The raw materials committee of the VDA has set up a task force to find a way out of the crisis.
Buyers from steelworks and foundries are in a desperate, global search for scrap iron, coke and other raw materials.
The automakers' marketing strategists are already debating when they can pass on the increased cost of manufacturing and parts to the car buyer -- and how much they can pass on.
Finance executives at mid-sized supplier companies see bankruptcy looming before their eyes and are sweating with fear. Five companies have already thrown in the towel and declared insolvency.
The last raw-materials crisis happened in the early 1970s when the OPEC embargo on oil exports caused an energy crisis.
This time the demand for cars in China is one of the main causes of the crisis. The booming Chinese market is devouring much of the world's resources and causing the price of coke and steel to rise sharply.
Arcelor, the world's biggest steel company, will increase its prices for the third time in the summer. ThyssenKrupp, another steel giant, is also considering a price hike.
Extra pressure is coming from the USA where steel companies are hoarding raw materials out of fear of shortages -- causing pain for European and Asian firms.
The auto industry is getting ready for more price increases and shortages. And the VDA is already preparing for the worst-case scenario: production stoppages this summer.
If that happens the companies that are affected cannot complain. They are themselves responsible for the shortages.
Automakers have massively expanded production in China in the past three years, so much so that even the Chinese government is warning of overcapacity.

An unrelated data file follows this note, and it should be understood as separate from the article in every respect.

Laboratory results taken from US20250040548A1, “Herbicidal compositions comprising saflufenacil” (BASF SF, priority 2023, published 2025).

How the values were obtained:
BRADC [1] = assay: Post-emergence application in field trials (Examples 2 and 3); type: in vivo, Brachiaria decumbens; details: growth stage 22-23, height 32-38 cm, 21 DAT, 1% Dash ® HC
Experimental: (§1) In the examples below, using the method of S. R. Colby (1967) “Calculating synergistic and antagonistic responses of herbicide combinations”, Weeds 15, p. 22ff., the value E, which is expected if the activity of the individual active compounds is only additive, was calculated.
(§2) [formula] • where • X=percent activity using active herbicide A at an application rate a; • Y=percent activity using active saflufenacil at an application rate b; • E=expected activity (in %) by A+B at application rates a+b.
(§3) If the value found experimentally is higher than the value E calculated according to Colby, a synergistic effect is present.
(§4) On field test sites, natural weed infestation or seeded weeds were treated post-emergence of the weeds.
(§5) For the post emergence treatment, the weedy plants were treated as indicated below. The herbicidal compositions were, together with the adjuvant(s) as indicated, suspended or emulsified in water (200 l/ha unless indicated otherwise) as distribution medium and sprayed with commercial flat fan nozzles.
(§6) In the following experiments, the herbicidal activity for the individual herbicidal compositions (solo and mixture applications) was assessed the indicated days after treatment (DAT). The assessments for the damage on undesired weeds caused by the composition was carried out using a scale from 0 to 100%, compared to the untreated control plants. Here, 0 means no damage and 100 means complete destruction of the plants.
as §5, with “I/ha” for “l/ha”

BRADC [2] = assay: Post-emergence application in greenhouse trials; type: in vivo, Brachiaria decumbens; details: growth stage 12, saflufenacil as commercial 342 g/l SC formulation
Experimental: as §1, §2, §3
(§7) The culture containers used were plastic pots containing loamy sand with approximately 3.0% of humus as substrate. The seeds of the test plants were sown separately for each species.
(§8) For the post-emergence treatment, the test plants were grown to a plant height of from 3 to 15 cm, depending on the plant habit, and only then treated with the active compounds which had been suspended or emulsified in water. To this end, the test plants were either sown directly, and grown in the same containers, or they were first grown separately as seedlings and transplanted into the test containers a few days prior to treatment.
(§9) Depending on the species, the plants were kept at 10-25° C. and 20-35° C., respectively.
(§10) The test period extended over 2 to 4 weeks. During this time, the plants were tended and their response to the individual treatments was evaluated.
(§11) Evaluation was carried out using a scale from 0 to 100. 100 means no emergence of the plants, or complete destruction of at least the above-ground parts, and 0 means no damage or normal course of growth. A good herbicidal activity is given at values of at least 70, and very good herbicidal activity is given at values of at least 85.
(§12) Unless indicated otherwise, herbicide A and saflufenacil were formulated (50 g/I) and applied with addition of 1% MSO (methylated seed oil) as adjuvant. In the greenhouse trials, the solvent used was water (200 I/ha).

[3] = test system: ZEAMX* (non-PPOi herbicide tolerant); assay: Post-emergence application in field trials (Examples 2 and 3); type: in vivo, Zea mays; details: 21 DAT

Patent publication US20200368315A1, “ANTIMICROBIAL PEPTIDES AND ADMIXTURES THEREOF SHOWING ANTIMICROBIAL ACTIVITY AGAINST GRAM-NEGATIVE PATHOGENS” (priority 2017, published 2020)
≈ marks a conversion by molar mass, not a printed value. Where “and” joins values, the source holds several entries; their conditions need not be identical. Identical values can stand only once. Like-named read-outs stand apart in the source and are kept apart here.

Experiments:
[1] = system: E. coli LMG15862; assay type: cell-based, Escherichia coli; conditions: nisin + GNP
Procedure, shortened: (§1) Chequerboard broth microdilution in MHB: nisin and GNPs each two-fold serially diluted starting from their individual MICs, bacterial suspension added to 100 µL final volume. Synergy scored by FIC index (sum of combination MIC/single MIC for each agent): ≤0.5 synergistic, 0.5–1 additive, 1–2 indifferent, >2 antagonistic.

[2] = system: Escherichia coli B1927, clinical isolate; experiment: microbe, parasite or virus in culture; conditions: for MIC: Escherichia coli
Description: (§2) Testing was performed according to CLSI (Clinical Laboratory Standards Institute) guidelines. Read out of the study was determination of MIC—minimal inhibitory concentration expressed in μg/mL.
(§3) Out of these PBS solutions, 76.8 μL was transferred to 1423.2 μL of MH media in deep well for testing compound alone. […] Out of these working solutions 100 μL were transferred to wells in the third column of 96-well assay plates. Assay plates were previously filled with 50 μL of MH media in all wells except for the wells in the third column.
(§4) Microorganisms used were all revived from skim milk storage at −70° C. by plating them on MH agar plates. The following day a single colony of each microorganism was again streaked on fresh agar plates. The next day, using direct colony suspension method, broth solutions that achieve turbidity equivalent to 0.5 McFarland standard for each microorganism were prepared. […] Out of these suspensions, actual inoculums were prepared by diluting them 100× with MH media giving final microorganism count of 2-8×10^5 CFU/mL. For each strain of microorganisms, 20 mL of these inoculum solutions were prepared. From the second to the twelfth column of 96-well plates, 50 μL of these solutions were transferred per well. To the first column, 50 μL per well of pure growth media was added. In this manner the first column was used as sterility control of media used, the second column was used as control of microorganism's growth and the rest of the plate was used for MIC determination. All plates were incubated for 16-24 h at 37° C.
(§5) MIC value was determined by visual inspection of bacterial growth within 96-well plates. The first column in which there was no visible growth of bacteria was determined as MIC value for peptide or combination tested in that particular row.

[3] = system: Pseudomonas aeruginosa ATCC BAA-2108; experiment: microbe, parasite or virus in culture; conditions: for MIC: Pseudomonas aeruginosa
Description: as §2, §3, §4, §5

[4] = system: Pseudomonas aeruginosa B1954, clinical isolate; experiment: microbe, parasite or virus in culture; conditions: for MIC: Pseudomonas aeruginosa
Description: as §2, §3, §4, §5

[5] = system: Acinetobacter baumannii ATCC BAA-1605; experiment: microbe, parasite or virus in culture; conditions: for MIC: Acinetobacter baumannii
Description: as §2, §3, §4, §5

Now they are reaping the bitter reward of their strategy. Overcapacity will further heat up competition in the Chinese market. This will cause car prices to drop in China to maintain consumer demand. But it will also worsen the raw materials problem and cause car prices to rise in other markets. Car buyers are used to discounts and will not accept any price hikes.
The consequence will be that people will keep their cars longer and new-car sales will plummet.
The solution is automakers and suppliers working together in a cooperative atmosphere. But that's unlikely at the moment.
Some automakers show zero understanding of the suppliers' plight and refuse to cover their share of the rising costs of raw materials.
Quite the opposite -- some are pressuring their "partners" into further price reductions and efficiency measures.
But they should be careful -- they might be hit from behind. The suppliers' association has already threatened to bring production to a standstill at automakers that don't cooperate by sharing the burden of price rises.
Some suppliers even have a priority list to determine which customers will receive deliveries when materials run short.
The balance of power could change from the automaker to the supplier very quickly.
Actually suppliers were always strong. It seems as though some have decided to use their strength -- out of desperation.